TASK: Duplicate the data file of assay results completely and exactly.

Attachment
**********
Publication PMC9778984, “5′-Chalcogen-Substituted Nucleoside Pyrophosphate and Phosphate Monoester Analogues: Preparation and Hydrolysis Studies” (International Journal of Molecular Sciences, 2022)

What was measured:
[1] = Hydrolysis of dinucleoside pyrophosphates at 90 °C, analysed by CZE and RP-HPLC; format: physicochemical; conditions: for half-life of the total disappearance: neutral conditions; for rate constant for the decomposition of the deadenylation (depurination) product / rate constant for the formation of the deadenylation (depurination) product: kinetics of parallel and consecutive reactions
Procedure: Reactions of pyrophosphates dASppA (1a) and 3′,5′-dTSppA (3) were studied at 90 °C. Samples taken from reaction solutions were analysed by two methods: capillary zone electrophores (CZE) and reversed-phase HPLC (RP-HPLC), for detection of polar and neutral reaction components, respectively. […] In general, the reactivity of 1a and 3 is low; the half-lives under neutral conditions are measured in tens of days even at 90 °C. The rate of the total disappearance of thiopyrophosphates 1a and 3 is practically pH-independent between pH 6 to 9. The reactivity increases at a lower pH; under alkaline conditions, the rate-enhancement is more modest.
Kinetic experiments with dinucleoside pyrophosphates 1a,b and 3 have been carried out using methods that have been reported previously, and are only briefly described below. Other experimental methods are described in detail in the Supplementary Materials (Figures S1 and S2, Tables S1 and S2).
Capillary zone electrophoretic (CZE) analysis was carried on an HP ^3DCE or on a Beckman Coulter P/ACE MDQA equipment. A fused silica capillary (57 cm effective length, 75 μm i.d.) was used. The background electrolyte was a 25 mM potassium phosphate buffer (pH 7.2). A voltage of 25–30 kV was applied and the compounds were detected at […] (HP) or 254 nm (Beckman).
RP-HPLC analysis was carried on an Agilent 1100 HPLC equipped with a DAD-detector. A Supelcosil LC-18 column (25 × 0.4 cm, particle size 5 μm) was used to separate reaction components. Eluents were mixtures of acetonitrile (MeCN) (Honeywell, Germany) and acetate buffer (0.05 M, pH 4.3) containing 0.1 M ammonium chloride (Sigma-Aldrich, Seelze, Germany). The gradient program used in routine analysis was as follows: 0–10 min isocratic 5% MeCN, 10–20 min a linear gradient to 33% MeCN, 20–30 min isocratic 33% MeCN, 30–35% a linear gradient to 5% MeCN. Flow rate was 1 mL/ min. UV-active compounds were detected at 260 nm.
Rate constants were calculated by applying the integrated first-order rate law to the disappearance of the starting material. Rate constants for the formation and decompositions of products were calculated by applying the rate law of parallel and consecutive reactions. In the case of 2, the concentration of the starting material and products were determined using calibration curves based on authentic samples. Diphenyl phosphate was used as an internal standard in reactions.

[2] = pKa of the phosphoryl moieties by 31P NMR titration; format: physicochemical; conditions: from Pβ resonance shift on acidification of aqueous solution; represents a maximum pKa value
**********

Publication PMC9778984, “5′-Chalcogen-Substituted Nucleoside Pyrophosphate and Phosphate Monoester Analogues: Preparation and Hydrolysis Studies” (International Journal of Molecular Sciences, 2022)

What was measured:
[1] = Hydrolysis of dinucleoside pyrophosphates at 90 °C, analysed by CZE and RP-HPLC; format: physicochemical; conditions: for half-life of the total disappearance: neutral conditions; for rate constant for the decomposition of the deadenylation (depurination) product / rate constant for the formation of the deadenylation (depurination) product: kinetics of parallel and consecutive reactions
Procedure: Reactions of pyrophosphates dASppA (1a) and 3′,5′-dTSppA (3) were studied at 90 °C. Samples taken from reaction solutions were analysed by two methods: capillary zone electrophores (CZE) and reversed-phase HPLC (RP-HPLC), for detection of polar and neutral reaction components, respectively. […] In general, the reactivity of 1a and 3 is low; the half-lives under neutral conditions are measured in tens of days even at 90 °C. The rate of the total disappearance of thiopyrophosphates 1a and 3 is practically pH-independent between pH 6 to 9. The reactivity increases at a lower pH; under alkaline conditions, the rate-enhancement is more modest.
Kinetic experiments with dinucleoside pyrophosphates 1a,b and 3 have been carried out using methods that have been reported previously, and are only briefly described below. Other experimental methods are described in detail in the Supplementary Materials (Figures S1 and S2, Tables S1 and S2).
Capillary zone electrophoretic (CZE) analysis was carried on an HP ^3DCE or on a Beckman Coulter P/ACE MDQA equipment. A fused silica capillary (57 cm effective length, 75 μm i.d.) was used. The background electrolyte was a 25 mM potassium phosphate buffer (pH 7.2). A voltage of 25–30 kV was applied and the compounds were detected at […] (HP) or 254 nm (Beckman).
RP-HPLC analysis was carried on an Agilent 1100 HPLC equipped with a DAD-detector. A Supelcosil LC-18 column (25 × 0.4 cm, particle size 5 μm) was used to separate reaction components. Eluents were mixtures of acetonitrile (MeCN) (Honeywell, Germany) and acetate buffer (0.05 M, pH 4.3) containing 0.1 M ammonium chloride (Sigma-Aldrich, Seelze, Germany). The gradient program used in routine analysis was as follows: 0–10 min isocratic 5% MeCN, 10–20 min a linear gradient to 33% MeCN, 20–30 min isocratic 33% MeCN, 30–35% a linear gradient to 5% MeCN. Flow rate was 1 mL/ min. UV-active compounds were detected at 260 nm.
Rate constants were calculated by applying the integrated first-order rate law to the disappearance of the starting material. Rate constants for the formation and decompositions of products were calculated by applying the rate law of parallel and consecutive reactions. In the case of 2, the concentration of the starting material and products were determined using calibration curves based on authentic samples. Diphenyl phosphate was used as an internal standard in reactions.

[2] = pKa of the phosphoryl moieties by 31P NMR titration; format: physicochemical; conditions: from Pβ resonance shift on acidification of aqueous solution; represents a maximum pKa value